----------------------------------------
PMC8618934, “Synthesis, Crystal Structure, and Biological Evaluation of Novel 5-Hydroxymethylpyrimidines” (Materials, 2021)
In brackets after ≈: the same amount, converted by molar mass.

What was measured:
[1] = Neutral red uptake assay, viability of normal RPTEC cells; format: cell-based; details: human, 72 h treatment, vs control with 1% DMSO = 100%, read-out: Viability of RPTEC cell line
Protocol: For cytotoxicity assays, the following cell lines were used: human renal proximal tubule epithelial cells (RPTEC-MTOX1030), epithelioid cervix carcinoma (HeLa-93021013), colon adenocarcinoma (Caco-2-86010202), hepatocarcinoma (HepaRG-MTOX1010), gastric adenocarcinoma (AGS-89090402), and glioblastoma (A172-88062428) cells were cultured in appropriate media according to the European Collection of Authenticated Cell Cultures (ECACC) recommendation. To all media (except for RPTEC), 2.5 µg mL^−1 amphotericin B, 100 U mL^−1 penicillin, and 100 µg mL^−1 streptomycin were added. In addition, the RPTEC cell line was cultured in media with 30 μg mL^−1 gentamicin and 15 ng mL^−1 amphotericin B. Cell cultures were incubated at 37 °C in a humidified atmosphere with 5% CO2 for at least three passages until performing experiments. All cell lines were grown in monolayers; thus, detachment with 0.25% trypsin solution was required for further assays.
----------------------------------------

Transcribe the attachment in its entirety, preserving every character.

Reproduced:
PMC8618934, “Synthesis, Crystal Structure, and Biological Evaluation of Novel 5-Hydroxymethylpyrimidines” (Materials, 2021)
In brackets after ≈: the same amount, converted by molar mass.

What was measured:
[1] = Neutral red uptake assay, viability of normal RPTEC cells; format: cell-based; details: human, 72 h treatment, vs control with 1% DMSO = 100%, read-out: Viability of RPTEC cell line
Protocol: For cytotoxicity assays, the following cell lines were used: human renal proximal tubule epithelial cells (RPTEC-MTOX1030), epithelioid cervix carcinoma (HeLa-93021013), colon adenocarcinoma (Caco-2-86010202), hepatocarcinoma (HepaRG-MTOX1010), gastric adenocarcinoma (AGS-89090402), and glioblastoma (A172-88062428) cells were cultured in appropriate media according to the European Collection of Authenticated Cell Cultures (ECACC) recommendation. To all media (except for RPTEC), 2.5 µg mL^−1 amphotericin B, 100 U mL^−1 penicillin, and 100 µg mL^−1 streptomycin were added. In addition, the RPTEC cell line was cultured in media with 30 μg mL^−1 gentamicin and 15 ng mL^−1 amphotericin B. Cell cultures were incubated at 37 °C in a humidified atmosphere with 5% CO2 for at least three passages until performing experiments. All cell lines were grown in monolayers; thus, detachment with 0.25% trypsin solution was required for further assays.